Was that your decision?
Yes. Although some reports said the police shut it down, it was us that made the call. The reasons we do these events are still the same as in 1999; to bring our favourite acts to Nottingham, and put on a good party. We employ very experienced people for key positions in health and safety, and we work with a safety advisory group, which includes the police, the local authority, a health and safety executive, environmental noise, licensing, ambulance, fire, medical, traffic management and so on. An enormous amount has been learnt from the problems at Halloween, and the festival is selling very well, so hopefully people can see it’s not like us to have those kinds of problems.

Is that the hardest thing you’ve been through as a promoter?
By far. It was a nightmare. The event was so far from what we’d intended. Loads of people were disappointed, as were we. Some people reacted in a really angry way, and others who hadn’t even been at the event turned it into an internet feeding frenzy; including putting our home address on the internet. Having said that, a lot of others saw that it wasn’t intentional, and sent really nice messages of support. When you reach a certain size as an event, people view you in the same way as they view a big phone network, or Tesco, or whatever. We’re not that. Detonate has become a brand, but behind that, we’re still just a few people working in an office above a bar in Nottingham, putting on music events.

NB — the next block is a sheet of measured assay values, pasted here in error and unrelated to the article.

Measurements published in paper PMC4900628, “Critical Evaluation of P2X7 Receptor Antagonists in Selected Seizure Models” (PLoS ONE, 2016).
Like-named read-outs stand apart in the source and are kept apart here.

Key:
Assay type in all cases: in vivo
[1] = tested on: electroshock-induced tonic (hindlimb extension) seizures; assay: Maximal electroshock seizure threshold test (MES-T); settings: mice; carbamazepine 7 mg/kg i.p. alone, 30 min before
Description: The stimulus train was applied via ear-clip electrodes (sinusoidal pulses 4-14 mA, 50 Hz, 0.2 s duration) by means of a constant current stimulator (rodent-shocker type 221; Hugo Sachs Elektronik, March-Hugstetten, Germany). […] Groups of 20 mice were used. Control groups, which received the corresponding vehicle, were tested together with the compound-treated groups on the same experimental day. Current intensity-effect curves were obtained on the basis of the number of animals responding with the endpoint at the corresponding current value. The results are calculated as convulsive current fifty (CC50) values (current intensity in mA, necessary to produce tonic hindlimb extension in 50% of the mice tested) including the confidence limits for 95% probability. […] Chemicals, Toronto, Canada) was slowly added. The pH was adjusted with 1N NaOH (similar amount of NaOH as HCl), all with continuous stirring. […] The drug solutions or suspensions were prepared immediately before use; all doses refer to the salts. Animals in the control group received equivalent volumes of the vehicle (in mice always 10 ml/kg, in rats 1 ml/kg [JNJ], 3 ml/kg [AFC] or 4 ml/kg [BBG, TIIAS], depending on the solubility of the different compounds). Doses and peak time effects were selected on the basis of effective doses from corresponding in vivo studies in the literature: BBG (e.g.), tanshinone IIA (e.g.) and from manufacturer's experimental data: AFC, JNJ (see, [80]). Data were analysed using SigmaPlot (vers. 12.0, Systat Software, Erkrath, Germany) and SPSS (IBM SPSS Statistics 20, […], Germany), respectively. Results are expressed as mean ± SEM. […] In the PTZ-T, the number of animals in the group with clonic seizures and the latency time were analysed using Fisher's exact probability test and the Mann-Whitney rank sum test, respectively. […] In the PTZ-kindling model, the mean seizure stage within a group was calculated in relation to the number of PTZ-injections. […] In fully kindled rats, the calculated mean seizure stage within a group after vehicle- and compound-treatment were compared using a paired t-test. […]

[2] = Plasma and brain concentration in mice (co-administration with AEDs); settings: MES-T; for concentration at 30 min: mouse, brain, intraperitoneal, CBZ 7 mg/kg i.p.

How has the Detonate crowd changed over the years?
The club nights still attract a mainly younger audience, 18 - 25, but the festival is much wider. I see a lot of people there who came to the first ever Detonate. It’s always good to see old faces return. Even at the club nights, d ‘n’ b seems to attract a really mixed crowd which can only be a good thing.

You’re still DJing as Transit Mafia too, just like the old days…
Yeah, I didn't do it much when my daughter was a baby, but this year I've been gigging a lot, including the Andy C XOYO residencies in London. I sometimes feel like I'm old enough to stop DJing, but it’s what I do. I listen to music non-stop, so for as long as I'm asked to do it, I will.

Detonate Festival, Friday 9 - Saturday 10 June, Colwick Country Park, £47 - £93.

Detonate Festival website